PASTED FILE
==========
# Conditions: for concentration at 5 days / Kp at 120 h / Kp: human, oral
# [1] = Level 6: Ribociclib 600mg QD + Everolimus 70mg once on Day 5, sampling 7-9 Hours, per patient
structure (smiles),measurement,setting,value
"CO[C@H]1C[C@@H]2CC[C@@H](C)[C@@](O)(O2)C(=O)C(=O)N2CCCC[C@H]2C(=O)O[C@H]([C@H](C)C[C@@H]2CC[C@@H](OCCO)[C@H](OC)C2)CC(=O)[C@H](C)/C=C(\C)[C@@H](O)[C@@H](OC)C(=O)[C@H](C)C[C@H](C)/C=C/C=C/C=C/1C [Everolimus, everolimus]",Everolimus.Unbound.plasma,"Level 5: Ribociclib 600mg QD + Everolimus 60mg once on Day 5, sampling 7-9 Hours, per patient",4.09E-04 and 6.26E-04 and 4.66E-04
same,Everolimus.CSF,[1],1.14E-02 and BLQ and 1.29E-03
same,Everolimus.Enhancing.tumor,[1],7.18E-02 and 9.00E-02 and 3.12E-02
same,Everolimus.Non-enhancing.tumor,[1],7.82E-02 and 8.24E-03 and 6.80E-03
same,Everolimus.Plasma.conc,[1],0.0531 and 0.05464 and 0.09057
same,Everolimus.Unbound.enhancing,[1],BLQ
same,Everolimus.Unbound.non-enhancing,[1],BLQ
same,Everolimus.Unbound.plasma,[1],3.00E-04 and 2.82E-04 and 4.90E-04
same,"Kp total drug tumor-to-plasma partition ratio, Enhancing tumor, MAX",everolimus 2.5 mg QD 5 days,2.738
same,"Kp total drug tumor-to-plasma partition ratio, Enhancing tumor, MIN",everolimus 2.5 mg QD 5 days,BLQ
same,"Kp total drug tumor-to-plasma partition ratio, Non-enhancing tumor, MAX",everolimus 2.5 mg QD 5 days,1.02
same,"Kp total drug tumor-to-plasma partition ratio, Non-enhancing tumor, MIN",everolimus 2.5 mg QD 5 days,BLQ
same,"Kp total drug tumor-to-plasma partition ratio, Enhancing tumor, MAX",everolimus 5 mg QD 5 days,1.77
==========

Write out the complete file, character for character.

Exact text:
# Conditions: for concentration at 5 days / Kp at 120 h / Kp: human, oral
# [1] = Level 6: Ribociclib 600mg QD + Everolimus 70mg once on Day 5, sampling 7-9 Hours, per patient
structure (smiles),measurement,setting,value
"CO[C@H]1C[C@@H]2CC[C@@H](C)[C@@](O)(O2)C(=O)C(=O)N2CCCC[C@H]2C(=O)O[C@H]([C@H](C)C[C@@H]2CC[C@@H](OCCO)[C@H](OC)C2)CC(=O)[C@H](C)/C=C(\C)[C@@H](O)[C@@H](OC)C(=O)[C@H](C)C[C@H](C)/C=C/C=C/C=C/1C [Everolimus, everolimus]",Everolimus.Unbound.plasma,"Level 5: Ribociclib 600mg QD + Everolimus 60mg once on Day 5, sampling 7-9 Hours, per patient",4.09E-04 and 6.26E-04 and 4.66E-04
same,Everolimus.CSF,[1],1.14E-02 and BLQ and 1.29E-03
same,Everolimus.Enhancing.tumor,[1],7.18E-02 and 9.00E-02 and 3.12E-02
same,Everolimus.Non-enhancing.tumor,[1],7.82E-02 and 8.24E-03 and 6.80E-03
same,Everolimus.Plasma.conc,[1],0.0531 and 0.05464 and 0.09057
same,Everolimus.Unbound.enhancing,[1],BLQ
same,Everolimus.Unbound.non-enhancing,[1],BLQ
same,Everolimus.Unbound.plasma,[1],3.00E-04 and 2.82E-04 and 4.90E-04
same,"Kp total drug tumor-to-plasma partition ratio, Enhancing tumor, MAX",everolimus 2.5 mg QD 5 days,2.738
same,"Kp total drug tumor-to-plasma partition ratio, Enhancing tumor, MIN",everolimus 2.5 mg QD 5 days,BLQ
same,"Kp total drug tumor-to-plasma partition ratio, Non-enhancing tumor, MAX",everolimus 2.5 mg QD 5 days,1.02
same,"Kp total drug tumor-to-plasma partition ratio, Non-enhancing tumor, MIN",everolimus 2.5 mg QD 5 days,BLQ
same,"Kp total drug tumor-to-plasma partition ratio, Enhancing tumor, MAX",everolimus 5 mg QD 5 days,1.77